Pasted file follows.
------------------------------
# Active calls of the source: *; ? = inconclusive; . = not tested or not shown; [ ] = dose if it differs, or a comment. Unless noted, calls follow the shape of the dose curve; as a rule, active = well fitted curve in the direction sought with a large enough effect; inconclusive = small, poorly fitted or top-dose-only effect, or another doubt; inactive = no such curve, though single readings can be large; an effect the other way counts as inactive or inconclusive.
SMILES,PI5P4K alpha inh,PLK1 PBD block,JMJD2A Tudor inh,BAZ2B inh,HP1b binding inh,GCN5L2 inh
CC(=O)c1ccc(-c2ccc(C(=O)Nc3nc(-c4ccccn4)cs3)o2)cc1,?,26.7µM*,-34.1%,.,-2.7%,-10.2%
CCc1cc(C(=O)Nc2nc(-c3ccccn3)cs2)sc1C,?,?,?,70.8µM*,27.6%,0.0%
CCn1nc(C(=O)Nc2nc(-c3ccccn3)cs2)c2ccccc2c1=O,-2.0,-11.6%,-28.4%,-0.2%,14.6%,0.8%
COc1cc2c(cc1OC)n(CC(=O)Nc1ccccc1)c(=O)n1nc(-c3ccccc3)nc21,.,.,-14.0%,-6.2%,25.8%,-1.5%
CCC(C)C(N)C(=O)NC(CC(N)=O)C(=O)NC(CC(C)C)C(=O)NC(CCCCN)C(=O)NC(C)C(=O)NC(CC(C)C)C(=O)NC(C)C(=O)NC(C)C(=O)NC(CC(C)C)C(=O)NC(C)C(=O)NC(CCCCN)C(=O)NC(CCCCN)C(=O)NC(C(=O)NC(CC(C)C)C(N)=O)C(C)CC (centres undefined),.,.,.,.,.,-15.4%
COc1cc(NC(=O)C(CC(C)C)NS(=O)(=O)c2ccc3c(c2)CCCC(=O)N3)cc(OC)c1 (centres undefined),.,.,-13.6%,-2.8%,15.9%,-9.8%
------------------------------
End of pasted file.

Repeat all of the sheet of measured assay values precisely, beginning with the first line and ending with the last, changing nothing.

# Active calls of the source: *; ? = inconclusive; . = not tested or not shown; [ ] = dose if it differs, or a comment. Unless noted, calls follow the shape of the dose curve; as a rule, active = well fitted curve in the direction sought with a large enough effect; inconclusive = small, poorly fitted or top-dose-only effect, or another doubt; inactive = no such curve, though single readings can be large; an effect the other way counts as inactive or inconclusive.
SMILES,PI5P4K alpha inh,PLK1 PBD block,JMJD2A Tudor inh,BAZ2B inh,HP1b binding inh,GCN5L2 inh
CC(=O)c1ccc(-c2ccc(C(=O)Nc3nc(-c4ccccn4)cs3)o2)cc1,?,26.7µM*,-34.1%,.,-2.7%,-10.2%
CCc1cc(C(=O)Nc2nc(-c3ccccn3)cs2)sc1C,?,?,?,70.8µM*,27.6%,0.0%
CCn1nc(C(=O)Nc2nc(-c3ccccn3)cs2)c2ccccc2c1=O,-2.0,-11.6%,-28.4%,-0.2%,14.6%,0.8%
COc1cc2c(cc1OC)n(CC(=O)Nc1ccccc1)c(=O)n1nc(-c3ccccc3)nc21,.,.,-14.0%,-6.2%,25.8%,-1.5%
CCC(C)C(N)C(=O)NC(CC(N)=O)C(=O)NC(CC(C)C)C(=O)NC(CCCCN)C(=O)NC(C)C(=O)NC(CC(C)C)C(=O)NC(C)C(=O)NC(C)C(=O)NC(CC(C)C)C(=O)NC(C)C(=O)NC(CCCCN)C(=O)NC(CCCCN)C(=O)NC(C(=O)NC(CC(C)C)C(N)=O)C(C)CC (centres undefined),.,.,.,.,.,-15.4%
COc1cc(NC(=O)C(CC(C)C)NS(=O)(=O)c2ccc3c(c2)CCCC(=O)N3)cc(OC)c1 (centres undefined),.,.,-13.6%,-2.8%,15.9%,-9.8%